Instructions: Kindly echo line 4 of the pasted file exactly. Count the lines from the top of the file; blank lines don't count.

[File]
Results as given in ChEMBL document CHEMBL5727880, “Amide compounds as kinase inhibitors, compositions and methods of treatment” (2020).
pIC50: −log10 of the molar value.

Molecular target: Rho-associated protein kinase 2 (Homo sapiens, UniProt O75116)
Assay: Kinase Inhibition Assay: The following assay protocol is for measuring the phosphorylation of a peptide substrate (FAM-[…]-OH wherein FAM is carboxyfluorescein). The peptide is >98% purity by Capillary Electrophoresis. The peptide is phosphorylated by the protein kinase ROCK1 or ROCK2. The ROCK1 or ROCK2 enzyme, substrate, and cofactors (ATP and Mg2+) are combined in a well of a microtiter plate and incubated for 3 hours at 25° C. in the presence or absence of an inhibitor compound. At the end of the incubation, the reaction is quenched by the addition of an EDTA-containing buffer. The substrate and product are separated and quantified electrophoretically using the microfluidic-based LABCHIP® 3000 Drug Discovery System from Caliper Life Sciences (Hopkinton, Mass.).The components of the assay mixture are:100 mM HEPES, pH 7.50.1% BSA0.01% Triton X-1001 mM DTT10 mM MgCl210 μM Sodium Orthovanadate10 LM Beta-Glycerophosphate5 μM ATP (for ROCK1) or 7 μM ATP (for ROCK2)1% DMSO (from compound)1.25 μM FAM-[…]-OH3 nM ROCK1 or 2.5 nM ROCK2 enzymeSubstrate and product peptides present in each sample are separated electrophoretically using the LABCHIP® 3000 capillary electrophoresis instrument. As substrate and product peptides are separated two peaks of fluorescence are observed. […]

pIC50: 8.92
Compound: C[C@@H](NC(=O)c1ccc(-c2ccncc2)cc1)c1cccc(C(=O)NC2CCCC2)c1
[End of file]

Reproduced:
Assay: Kinase Inhibition Assay: The following assay protocol is for measuring the phosphorylation of a peptide substrate (FAM-[…]-OH wherein FAM is carboxyfluorescein). The peptide is >98% purity by Capillary Electrophoresis. The peptide is phosphorylated by the protein kinase ROCK1 or ROCK2. The ROCK1 or ROCK2 enzyme, substrate, and cofactors (ATP and Mg2+) are combined in a well of a microtiter plate and incubated for 3 hours at 25° C. in the presence or absence of an inhibitor compound. At the end of the incubation, the reaction is quenched by the addition of an EDTA-containing buffer. The substrate and product are separated and quantified electrophoretically using the microfluidic-based LABCHIP® 3000 Drug Discovery System from Caliper Life Sciences (Hopkinton, Mass.).The components of the assay mixture are:100 mM HEPES, pH 7.50.1% BSA0.01% Triton X-1001 mM DTT10 mM MgCl210 μM Sodium Orthovanadate10 LM Beta-Glycerophosphate5 μM ATP (for ROCK1) or 7 μM ATP (for ROCK2)1% DMSO (from compound)1.25 μM FAM-[…]-OH3 nM ROCK1 or 2.5 nM ROCK2 enzymeSubstrate and product peptides present in each sample are separated electrophoretically using the LABCHIP® 3000 capillary electrophoresis instrument. As substrate and product peptides are separated two peaks of fluorescence are observed. […]